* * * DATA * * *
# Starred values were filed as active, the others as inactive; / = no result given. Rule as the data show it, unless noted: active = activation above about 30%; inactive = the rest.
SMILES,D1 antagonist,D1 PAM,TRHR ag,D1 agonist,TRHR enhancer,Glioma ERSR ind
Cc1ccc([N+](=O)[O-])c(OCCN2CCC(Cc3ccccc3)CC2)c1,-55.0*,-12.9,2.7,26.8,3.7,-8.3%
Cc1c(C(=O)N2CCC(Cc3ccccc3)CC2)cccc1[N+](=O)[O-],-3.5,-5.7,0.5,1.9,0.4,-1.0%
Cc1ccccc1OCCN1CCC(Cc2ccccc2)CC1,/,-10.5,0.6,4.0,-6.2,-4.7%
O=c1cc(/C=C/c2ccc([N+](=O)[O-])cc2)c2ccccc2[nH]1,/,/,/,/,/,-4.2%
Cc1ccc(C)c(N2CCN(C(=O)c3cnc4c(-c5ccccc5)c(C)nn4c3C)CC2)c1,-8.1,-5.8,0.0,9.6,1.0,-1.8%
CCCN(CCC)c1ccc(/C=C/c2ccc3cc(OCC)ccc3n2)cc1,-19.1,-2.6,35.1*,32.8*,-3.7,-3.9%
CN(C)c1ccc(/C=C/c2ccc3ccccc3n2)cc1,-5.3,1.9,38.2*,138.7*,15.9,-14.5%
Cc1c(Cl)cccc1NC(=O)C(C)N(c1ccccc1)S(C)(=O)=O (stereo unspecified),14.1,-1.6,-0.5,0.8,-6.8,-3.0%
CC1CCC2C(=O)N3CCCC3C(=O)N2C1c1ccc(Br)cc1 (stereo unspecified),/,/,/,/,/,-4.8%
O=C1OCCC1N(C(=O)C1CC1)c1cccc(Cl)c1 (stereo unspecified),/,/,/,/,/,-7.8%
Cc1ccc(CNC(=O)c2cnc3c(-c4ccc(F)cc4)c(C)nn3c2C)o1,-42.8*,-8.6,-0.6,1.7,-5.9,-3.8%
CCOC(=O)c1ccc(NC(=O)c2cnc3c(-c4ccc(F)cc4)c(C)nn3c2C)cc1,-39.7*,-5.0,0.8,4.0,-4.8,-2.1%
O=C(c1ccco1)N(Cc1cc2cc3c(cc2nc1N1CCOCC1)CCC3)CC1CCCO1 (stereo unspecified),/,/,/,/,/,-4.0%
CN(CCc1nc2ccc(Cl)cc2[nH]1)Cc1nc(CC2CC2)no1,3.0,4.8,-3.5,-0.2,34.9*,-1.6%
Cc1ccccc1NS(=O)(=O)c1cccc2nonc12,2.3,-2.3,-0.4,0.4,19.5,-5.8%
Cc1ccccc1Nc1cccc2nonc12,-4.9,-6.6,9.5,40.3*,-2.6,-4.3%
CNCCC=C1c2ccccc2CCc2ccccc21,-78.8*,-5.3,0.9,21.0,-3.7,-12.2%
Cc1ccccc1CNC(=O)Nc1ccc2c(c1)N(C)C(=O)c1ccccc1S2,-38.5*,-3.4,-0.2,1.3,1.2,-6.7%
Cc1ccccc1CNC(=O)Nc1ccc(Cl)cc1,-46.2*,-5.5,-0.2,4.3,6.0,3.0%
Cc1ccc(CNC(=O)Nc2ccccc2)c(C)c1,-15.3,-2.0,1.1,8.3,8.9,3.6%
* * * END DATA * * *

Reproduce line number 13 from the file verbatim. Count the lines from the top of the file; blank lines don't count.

Cc1ccc(CNC(=O)c2cnc3c(-c4ccc(F)cc4)c(C)nn3c2C)o1,-42.8*,-8.6,-0.6,1.7,-5.9,-3.8%